Manfred Durst

The business acumen of a 14-year-old Kindertransport entrepreneur in the making


He arrived alone in Britain on the Kindertransport in January, 1939. Aged 14, he was armed with a ten shilling note and a watch, which had stopped. Quoted up to £1 to repair it, he concluded the jewellery business must be the most profitable to enter. Seven years after the day his watch stopped, Manfred Durst, who has died aged 95, launched his jewellery business.

Many years later, Manfred, affectionately known as Freddie, recalled his last days in his home town of Munich with his parents Paula and Chaim Baruch and his sister. They were woken at 3am one morning in September, 1938 with the proverbial knock on their door. “Thugs in brown shirts demanded that my father, sister and I pack a few things and go with them, in a black Maria to Stadelheim prison just outside Munich. After three days in prison, about 200 families were taken to the main railway station under armed guard. The train went east to Poland. After approximately 48 hours the train stopped near the border and we were informed that we would be returning to Munich.”

Munich was allocated 10-12 places on the Kindertransport and Manfred’s father readily accepted. The children were each allowed one suitcase with one change of clothing and a ten shilling note. On January 3, 1939, after a brief goodbye at the station, most of them never saw their parents again. The train went to Frankfurt and the next day to Hook of Holland from where they took an overnight ferry to Harwich. “When we crossed the German border into Holland and saw the last swastika flags and the first Dutch flags, it was an indescribable feeling even for a 14-year-old boy,” Freddie recalled.

He stayed at a designated camp in Dovercourt Bay, near Harwich, and then at a boys’ hostel in London’s north Kensington. He attended the local council school, where he felt strange because none of his crowd could afford uniforms. “After some months my form master spoke German quite fluently!” he recalled.

At the outbreak of war in September, 1939 the school was evacuated to a Wiltshire village. He stayed with a kindly family, looked after an allotment, fed chickens and joined the boy scouts. But at 16, he returned to the Kensington hostel, where he was apprenticed to a firm of diamond mounters near Hatton Garden. He learned the jewellery craft while sweeping up, making tea and doing errands. His daily trip to the London Assay Office to check the jewels’ purity involved risking his own life and his valuable parcel to air raids. At the time he also took evening classes at the Central School of Arts and Crafts.In 1941 his firm switched to servicing automatic pilots and bombsights, both gyroscopic instruments for the Royal Air Force. He volunteered to join the RAF but had a five-year contract with his employer.

In 1946 he launched his jewellery business with a friend, John Najmann. Its name, Fred Manshaw Ltd, reflected his interest in the works of George Bernard Shaw, but as the two were not British subjects they found two British directors to whom they issued one share each, until they became naturalised in 1948 and could transfer the shares back.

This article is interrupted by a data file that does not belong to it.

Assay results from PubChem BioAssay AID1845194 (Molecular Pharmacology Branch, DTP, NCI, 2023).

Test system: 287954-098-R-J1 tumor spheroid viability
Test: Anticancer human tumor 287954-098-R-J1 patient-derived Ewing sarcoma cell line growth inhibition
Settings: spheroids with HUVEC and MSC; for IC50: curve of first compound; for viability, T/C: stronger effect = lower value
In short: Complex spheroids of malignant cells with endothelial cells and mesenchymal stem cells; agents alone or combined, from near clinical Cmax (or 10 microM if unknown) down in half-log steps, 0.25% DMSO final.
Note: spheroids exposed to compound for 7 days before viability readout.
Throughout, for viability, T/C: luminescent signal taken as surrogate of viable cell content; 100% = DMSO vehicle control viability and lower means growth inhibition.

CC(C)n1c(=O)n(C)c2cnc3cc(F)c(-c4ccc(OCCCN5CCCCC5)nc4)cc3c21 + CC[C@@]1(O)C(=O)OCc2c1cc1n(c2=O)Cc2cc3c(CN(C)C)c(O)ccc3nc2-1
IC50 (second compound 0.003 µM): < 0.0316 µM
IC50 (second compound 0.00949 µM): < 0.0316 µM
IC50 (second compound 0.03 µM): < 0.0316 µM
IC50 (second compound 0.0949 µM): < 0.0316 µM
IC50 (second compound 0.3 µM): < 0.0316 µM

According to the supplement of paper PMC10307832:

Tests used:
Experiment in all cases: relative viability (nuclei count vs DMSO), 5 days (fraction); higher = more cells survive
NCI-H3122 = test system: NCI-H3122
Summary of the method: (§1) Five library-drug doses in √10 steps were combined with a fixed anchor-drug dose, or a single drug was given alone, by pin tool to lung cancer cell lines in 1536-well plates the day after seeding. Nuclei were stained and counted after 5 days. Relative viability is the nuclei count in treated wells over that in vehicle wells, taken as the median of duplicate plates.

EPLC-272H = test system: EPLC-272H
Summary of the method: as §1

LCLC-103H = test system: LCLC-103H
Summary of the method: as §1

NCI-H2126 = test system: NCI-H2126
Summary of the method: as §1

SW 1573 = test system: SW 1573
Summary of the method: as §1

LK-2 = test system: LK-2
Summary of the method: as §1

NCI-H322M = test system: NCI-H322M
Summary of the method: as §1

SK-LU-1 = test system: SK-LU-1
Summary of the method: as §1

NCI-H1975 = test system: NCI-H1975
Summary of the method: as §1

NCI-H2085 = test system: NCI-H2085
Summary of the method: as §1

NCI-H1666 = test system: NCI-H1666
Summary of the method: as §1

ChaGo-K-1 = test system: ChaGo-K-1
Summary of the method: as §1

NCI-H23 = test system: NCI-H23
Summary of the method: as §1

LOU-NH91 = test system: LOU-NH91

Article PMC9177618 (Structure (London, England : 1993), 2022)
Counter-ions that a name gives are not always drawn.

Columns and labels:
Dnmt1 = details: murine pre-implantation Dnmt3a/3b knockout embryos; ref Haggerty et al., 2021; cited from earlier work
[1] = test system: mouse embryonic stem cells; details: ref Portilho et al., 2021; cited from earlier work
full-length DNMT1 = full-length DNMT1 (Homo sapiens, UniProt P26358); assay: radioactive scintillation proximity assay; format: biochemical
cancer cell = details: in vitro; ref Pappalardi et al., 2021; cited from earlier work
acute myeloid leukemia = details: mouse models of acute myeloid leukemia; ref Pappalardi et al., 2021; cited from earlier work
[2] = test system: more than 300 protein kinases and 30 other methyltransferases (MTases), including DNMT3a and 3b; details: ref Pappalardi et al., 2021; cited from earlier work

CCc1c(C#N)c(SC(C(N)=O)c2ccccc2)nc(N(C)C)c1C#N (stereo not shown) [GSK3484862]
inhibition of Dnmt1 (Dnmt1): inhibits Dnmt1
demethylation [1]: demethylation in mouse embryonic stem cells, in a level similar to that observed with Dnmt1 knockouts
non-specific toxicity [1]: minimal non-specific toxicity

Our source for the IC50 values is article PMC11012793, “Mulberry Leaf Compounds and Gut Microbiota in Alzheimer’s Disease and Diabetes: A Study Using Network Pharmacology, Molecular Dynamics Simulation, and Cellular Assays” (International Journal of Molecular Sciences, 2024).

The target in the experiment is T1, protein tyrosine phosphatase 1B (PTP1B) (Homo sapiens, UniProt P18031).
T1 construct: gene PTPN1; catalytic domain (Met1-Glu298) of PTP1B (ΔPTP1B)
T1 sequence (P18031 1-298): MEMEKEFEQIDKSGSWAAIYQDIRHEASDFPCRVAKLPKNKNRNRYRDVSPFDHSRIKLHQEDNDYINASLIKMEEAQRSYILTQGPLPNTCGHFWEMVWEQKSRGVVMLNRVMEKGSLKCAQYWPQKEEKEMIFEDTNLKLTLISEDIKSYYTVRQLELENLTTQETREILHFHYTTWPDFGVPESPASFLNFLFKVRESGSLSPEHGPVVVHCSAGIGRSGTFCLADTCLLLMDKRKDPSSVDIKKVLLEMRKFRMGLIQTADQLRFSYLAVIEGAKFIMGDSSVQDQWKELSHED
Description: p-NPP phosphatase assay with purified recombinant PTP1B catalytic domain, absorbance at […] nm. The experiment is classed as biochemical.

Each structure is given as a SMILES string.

They opened a small workshop off Hatton Garden, making faceted wedding rings. He took 36 rings to West End jewellers and by the time he reached Selfridges he had sold them all. With no commercial training, he learned to navigate the minefields of purchase tax, costing, charging and profits. Because customers paid at the end of the following month, his funds soon ran out. Fortunately, “two or three bullion dealers who knew me as an errand boy gave me one month’s credit to buy gold”.

Soon the company employed other jewellers and trainees, the first two arriving from Bergen Belsen. Visiting manufacturing jewellers’ workshops in New York and San Francisco, he discovered the lost wax casting process, which meant an article which normally took one hour to make could be repaired and made in minutes.

Armed with secret sketches to reproduce the machines required, he returned to the UK and had them copied. By 1951 the company was showing at trade fairs and opened accounts with mail order companies, multiples and buying groups.

Major changes occurred when most of their retail multiple customers were taken over by the Ratner Group. In his role as chair of the British Jewellers’ Association (BJA), Freddie tried in vain to have the takeovers halted. He deeply regretted what he saw as the “monopolisation of the high street”.

On retirement, Freddie gave time, advice and financial assistance to a group of retirement homes for former refugees and also ran a day centre. He remained active on the BJA and British Jewellery and Giftware Federation, and served on the British Hallmarking Council for 15 years.

He married Marion Hofheimer, also from Munich, on June 28, 1951. She pre-deceased him last year. He is survived by his son Michael, daughter-in- law Ilana, granddaughters Carly and Lisa and a great granddaughter.


Manfred Durst: born November 11, 1924. Died June 7, 2020

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